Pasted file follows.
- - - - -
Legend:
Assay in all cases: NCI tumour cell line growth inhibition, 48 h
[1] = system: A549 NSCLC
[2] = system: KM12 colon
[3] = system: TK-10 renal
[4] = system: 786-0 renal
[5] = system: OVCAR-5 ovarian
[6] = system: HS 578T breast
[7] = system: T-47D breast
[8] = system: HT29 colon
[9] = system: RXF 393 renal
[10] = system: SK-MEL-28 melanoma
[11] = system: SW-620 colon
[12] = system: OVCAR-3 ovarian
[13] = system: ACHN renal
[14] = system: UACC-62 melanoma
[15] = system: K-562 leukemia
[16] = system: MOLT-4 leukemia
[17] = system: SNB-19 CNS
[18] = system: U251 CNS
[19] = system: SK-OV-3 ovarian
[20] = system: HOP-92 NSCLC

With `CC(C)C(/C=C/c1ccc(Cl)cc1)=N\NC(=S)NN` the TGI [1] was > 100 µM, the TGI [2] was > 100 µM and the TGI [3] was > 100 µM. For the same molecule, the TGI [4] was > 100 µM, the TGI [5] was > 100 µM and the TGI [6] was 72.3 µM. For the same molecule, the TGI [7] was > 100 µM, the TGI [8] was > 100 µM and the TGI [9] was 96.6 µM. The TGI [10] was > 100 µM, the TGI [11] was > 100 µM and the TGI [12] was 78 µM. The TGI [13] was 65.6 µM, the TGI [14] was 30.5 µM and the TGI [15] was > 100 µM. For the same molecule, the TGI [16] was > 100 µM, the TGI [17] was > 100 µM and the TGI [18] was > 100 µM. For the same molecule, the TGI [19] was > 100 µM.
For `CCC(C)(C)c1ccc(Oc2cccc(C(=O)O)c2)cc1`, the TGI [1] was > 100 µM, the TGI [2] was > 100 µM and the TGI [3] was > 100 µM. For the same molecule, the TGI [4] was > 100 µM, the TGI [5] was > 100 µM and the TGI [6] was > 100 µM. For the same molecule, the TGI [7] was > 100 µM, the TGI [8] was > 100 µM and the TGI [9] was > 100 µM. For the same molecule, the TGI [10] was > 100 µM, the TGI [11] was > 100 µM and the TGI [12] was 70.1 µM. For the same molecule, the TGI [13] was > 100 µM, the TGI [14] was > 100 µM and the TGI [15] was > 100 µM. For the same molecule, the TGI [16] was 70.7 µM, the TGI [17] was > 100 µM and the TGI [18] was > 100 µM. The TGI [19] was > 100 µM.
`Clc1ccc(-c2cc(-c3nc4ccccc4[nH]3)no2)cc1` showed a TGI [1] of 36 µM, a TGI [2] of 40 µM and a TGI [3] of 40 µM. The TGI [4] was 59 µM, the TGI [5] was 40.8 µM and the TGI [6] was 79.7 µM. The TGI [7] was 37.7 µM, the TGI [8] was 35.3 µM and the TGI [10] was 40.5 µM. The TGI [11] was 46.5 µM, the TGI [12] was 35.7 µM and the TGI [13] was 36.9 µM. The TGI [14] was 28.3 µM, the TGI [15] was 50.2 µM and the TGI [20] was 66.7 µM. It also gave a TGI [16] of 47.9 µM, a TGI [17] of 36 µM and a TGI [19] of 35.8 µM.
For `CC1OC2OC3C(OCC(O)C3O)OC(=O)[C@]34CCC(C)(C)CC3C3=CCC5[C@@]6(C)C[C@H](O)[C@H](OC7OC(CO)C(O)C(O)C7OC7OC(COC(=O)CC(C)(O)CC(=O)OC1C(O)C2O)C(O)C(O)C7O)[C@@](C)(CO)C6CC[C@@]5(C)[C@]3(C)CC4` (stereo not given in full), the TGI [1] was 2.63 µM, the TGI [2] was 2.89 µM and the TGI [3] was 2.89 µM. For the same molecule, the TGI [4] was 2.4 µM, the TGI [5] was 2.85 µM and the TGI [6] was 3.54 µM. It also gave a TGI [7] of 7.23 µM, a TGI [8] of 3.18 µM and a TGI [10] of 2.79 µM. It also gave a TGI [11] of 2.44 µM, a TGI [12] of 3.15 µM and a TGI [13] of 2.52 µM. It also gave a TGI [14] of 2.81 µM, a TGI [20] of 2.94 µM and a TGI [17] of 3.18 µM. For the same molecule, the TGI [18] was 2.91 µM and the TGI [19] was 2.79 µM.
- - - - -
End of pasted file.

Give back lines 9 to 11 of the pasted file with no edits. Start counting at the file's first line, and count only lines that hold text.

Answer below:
[7] = system: T-47D breast
[8] = system: HT29 colon
[9] = system: RXF 393 renal